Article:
Back to Basics: Why are we moving to v2 CI/CD Blueprints for Azure Pipelines?

Posted by Willy-Peter Schaub on Fri 16 February 2024

Understanding why we are disabling classic Azure Pipelines and embracing YAML-based Azure Pipelines.

We covered our move from classic to YAML-based Azure Pipelines in a detailed series, which begins at Part 1: Pipelines - Why bother and what are our nightmares and options? and triggered in our open-source initiative as covered in posts such as Our road to OSS Blueprints - Suppress CD when pipeline runs within Pull Request, Azure Pipelines Blueprint QA Integration and Azure DevOps Pipeline OSS v2.1 Flow.

In this post, I will only answer the question of WHY and let you peruse our other posts for the implementation details.

WHY are we moving away from and disabling classic Azure Pipelines?

The following image shows that Classic pipelines are the new name for the pipelines that started with MSBuild in Team Foundation Server (TFS) 2005, developed to XAML-based pipelines in TFS 2010, and finally to visual JSON-based pipelines in TFS 2015.


In 2013 Microsoft added the InRelease product, from InCycle Software, to include deployment in the build tools. The visual editor to create and configure the Classic Azure Pipelines was a useful feature for engineers who had problems with the changes of MSBuild, XAML, and JSON formats.

We are leaving the Classic pipelines behind for these reasons:

  • The term "classic" does not convey innovation or long-term support confidence.
  • Although the visual editor is quite user friendly, the json it creates behind the scenes is complicated. A basic hello world classic build pipeline creates a JSON file of a 170+ lines. The same thing in YAML, takes around 20 lines, or less.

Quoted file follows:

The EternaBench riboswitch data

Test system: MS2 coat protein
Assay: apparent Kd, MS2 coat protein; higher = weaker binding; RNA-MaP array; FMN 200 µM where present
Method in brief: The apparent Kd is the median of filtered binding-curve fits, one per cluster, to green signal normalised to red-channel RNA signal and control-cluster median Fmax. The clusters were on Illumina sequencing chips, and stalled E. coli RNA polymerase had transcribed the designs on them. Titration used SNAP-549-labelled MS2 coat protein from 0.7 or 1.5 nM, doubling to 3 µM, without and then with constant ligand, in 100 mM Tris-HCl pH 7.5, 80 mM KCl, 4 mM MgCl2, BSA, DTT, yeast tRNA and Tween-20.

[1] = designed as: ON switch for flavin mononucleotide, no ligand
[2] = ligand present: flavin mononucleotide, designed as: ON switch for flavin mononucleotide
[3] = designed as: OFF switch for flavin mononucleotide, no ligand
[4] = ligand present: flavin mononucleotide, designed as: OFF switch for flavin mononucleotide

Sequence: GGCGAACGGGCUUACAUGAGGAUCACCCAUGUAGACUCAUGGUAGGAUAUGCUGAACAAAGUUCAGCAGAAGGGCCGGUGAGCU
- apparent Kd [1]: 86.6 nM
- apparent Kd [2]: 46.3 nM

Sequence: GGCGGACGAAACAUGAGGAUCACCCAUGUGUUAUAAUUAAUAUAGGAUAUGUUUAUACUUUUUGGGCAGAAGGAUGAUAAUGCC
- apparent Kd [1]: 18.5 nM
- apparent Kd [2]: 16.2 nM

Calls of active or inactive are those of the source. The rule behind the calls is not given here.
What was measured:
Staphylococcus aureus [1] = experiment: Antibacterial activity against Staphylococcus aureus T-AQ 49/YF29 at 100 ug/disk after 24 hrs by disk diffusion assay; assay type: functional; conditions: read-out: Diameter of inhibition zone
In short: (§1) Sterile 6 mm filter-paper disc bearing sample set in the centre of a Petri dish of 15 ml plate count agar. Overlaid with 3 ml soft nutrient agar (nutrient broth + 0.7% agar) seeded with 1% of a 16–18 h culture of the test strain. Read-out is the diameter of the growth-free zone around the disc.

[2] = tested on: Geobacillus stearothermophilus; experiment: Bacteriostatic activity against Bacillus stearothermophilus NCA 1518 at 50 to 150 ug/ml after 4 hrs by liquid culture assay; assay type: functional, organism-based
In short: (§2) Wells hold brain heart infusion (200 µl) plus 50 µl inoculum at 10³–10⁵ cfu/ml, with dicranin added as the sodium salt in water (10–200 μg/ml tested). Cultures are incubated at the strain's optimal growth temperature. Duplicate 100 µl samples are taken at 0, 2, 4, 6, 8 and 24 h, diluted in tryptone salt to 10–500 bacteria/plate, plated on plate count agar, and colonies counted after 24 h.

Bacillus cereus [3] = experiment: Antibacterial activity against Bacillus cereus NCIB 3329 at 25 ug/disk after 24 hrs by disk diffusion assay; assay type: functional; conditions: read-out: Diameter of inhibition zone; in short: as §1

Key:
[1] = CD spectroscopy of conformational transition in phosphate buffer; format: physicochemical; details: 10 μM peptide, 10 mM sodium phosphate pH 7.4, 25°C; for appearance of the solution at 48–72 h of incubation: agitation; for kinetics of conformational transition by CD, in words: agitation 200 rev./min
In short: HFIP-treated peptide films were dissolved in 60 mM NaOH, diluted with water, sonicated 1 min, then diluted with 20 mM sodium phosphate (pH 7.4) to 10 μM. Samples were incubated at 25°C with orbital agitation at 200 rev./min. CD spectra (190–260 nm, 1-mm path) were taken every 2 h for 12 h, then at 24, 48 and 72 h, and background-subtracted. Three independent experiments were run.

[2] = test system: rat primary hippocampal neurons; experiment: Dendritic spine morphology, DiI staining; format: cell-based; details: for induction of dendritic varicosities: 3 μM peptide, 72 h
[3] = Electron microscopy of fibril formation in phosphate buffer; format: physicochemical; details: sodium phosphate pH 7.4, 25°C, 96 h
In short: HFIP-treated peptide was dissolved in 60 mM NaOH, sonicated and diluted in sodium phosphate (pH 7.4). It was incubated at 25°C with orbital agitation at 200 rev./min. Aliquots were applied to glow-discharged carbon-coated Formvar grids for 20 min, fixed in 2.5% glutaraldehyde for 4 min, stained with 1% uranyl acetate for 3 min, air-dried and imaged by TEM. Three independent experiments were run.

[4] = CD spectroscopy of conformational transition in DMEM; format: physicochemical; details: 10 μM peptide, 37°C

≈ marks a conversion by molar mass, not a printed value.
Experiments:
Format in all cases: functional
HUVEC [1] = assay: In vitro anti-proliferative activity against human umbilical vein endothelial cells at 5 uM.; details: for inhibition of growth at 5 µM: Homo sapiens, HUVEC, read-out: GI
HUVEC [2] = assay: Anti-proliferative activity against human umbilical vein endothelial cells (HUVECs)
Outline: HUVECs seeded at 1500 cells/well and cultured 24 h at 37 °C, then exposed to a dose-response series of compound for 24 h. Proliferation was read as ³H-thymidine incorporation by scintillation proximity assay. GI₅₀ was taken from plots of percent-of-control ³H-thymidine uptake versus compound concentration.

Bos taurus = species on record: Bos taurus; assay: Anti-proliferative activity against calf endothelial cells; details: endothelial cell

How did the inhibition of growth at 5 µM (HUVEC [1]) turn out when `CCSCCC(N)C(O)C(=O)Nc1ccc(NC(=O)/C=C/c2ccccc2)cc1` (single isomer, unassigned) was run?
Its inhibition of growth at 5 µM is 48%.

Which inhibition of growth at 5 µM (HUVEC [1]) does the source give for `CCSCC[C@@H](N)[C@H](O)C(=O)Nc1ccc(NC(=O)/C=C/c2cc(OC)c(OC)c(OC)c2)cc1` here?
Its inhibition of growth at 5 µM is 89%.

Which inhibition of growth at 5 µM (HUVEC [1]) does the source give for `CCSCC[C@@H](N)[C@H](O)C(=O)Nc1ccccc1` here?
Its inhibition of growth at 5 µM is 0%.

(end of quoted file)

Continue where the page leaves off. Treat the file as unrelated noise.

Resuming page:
• The differences between classic build and release Azure Pipelines and especially their related REST APIs.
  • The operational effort and cost to maintain hundreds of classic Azure Pipelines is huge. Operational automation has worked well, but also taken a lot of time - time we could use to enable our engineers.
  • Ensuring consistency and standardization in pipeline configurations and permissions is hard, leading to many unique (snowflakes) pipelines, which again take away from innovation.


By the end of this year, our classic pipelines will be locked, so teams can still use them, but not modify them or make new ones.

WHY are we moving to YAML-based Azure Pipelines?

The YAML pipeline introduced an exciting new era, launching in early 2019 with TFS 2019. It signaled a CI/CD solution designed from scratch on an INNOVATIVE whiteboard.

The main benefits of switching to YAML are:

  • Simplicity - instead of cluttering your classic** release pipelines with everything you can think of, the YAML pipelines focus on your essential steps to build and deploy your solution.
  • *-as-code - allows us to adopt pipeline-as-code (p-a-c) and configuration-as-code (c-a-c).
  • Enable engineers to evaluate and suggest improvements and innovations, based on transparency, and using a familiar tool - "pull requests".
  • Re-use by using templates.
  • Centralized management - Environments give us centralized control. It is simpler to manage checks in one place for an environment, like production, than to do it individually for each classic pipeline.

WHY are we promoting our v2 CI/CD Azure Pipeline blueprints?

Self-service automation is the solution that lets engineers do things by themselves without needing help from someone else who knows the process or has the permissions. We showed our engineers that they can “click” a button, have a cup of coffee, and self-service does the following in less than 30 seconds:

  • Make a new Azure Repo, using a consistent name pattern.
  • Put an application-type sample solution in the Azure Repo, that uses guardrails, guidelines, and shared components, like consistent logging package.
  • Put an application type v2 CI/CD blueprint, that creates a consistent integration (build) and deployment workflow.
  • Run the pipeline, which builds the sample application to validate the environment.

When the engineers come back from their coffee break, they can start working on features, knowing that they have a consistent, standardized, and working environment. Empowerment!

Self-service automation hides the automation, complexity, process, and does the automation for the engineer. It should be as easy as a vending machine. Pick what you want; press a button; and it's done.

Additional benefit? Security, quality, and operational scanning, monitoring, and troubleshooting are much easier and cost effective.


Our application-type v2 CI/CD Blueprints are designed to support and enhance automation, which requires processes that are stable and consistent and allows them to be quick and simple. This is why we are prioritizing and developing this innovation.

I hope that this post clarifies the WHY. If not, let us have a discussion below.